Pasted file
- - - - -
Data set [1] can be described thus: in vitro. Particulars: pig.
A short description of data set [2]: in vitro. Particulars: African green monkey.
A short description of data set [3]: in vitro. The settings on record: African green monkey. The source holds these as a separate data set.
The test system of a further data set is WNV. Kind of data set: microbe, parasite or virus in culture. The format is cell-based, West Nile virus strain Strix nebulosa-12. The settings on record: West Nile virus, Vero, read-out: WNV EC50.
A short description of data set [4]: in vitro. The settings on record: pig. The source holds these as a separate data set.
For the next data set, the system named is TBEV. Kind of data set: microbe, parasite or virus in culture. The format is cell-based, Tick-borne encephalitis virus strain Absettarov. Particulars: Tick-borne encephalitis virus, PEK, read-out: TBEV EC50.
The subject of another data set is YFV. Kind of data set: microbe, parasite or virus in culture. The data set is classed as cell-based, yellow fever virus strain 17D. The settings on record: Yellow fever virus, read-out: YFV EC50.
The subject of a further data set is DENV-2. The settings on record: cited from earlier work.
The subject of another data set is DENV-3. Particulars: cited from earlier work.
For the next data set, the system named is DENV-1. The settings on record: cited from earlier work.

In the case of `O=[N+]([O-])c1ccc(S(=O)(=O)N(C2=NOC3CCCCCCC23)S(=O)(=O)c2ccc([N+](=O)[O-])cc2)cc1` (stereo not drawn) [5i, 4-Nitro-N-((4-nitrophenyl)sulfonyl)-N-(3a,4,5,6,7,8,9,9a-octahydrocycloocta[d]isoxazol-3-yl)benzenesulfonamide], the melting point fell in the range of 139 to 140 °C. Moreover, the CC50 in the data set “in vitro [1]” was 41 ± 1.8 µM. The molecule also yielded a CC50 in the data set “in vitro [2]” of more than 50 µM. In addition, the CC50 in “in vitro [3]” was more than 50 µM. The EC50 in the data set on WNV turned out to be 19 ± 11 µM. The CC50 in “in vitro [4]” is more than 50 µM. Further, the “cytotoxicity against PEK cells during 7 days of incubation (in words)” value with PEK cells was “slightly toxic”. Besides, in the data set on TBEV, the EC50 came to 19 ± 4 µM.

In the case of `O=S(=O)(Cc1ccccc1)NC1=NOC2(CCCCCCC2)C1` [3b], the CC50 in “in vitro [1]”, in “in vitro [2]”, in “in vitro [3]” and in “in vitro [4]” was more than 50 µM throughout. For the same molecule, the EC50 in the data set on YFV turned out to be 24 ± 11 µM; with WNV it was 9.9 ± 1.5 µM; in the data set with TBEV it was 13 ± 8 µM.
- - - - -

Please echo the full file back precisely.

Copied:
Data set [1] can be described thus: in vitro. Particulars: pig.
A short description of data set [2]: in vitro. Particulars: African green monkey.
A short description of data set [3]: in vitro. The settings on record: African green monkey. The source holds these as a separate data set.
The test system of a further data set is WNV. Kind of data set: microbe, parasite or virus in culture. The format is cell-based, West Nile virus strain Strix nebulosa-12. The settings on record: West Nile virus, Vero, read-out: WNV EC50.
A short description of data set [4]: in vitro. The settings on record: pig. The source holds these as a separate data set.
For the next data set, the system named is TBEV. Kind of data set: microbe, parasite or virus in culture. The format is cell-based, Tick-borne encephalitis virus strain Absettarov. Particulars: Tick-borne encephalitis virus, PEK, read-out: TBEV EC50.
The subject of another data set is YFV. Kind of data set: microbe, parasite or virus in culture. The data set is classed as cell-based, yellow fever virus strain 17D. The settings on record: Yellow fever virus, read-out: YFV EC50.
The subject of a further data set is DENV-2. The settings on record: cited from earlier work.
The subject of another data set is DENV-3. Particulars: cited from earlier work.
For the next data set, the system named is DENV-1. The settings on record: cited from earlier work.

In the case of `O=[N+]([O-])c1ccc(S(=O)(=O)N(C2=NOC3CCCCCCC23)S(=O)(=O)c2ccc([N+](=O)[O-])cc2)cc1` (stereo not drawn) [5i, 4-Nitro-N-((4-nitrophenyl)sulfonyl)-N-(3a,4,5,6,7,8,9,9a-octahydrocycloocta[d]isoxazol-3-yl)benzenesulfonamide], the melting point fell in the range of 139 to 140 °C. Moreover, the CC50 in the data set “in vitro [1]” was 41 ± 1.8 µM. The molecule also yielded a CC50 in the data set “in vitro [2]” of more than 50 µM. In addition, the CC50 in “in vitro [3]” was more than 50 µM. The EC50 in the data set on WNV turned out to be 19 ± 11 µM. The CC50 in “in vitro [4]” is more than 50 µM. Further, the “cytotoxicity against PEK cells during 7 days of incubation (in words)” value with PEK cells was “slightly toxic”. Besides, in the data set on TBEV, the EC50 came to 19 ± 4 µM.

In the case of `O=S(=O)(Cc1ccccc1)NC1=NOC2(CCCCCCC2)C1` [3b], the CC50 in “in vitro [1]”, in “in vitro [2]”, in “in vitro [3]” and in “in vitro [4]” was more than 50 µM throughout. For the same molecule, the EC50 in the data set on YFV turned out to be 24 ± 11 µM; with WNV it was 9.9 ± 1.5 µM; in the data set with TBEV it was 13 ± 8 µM.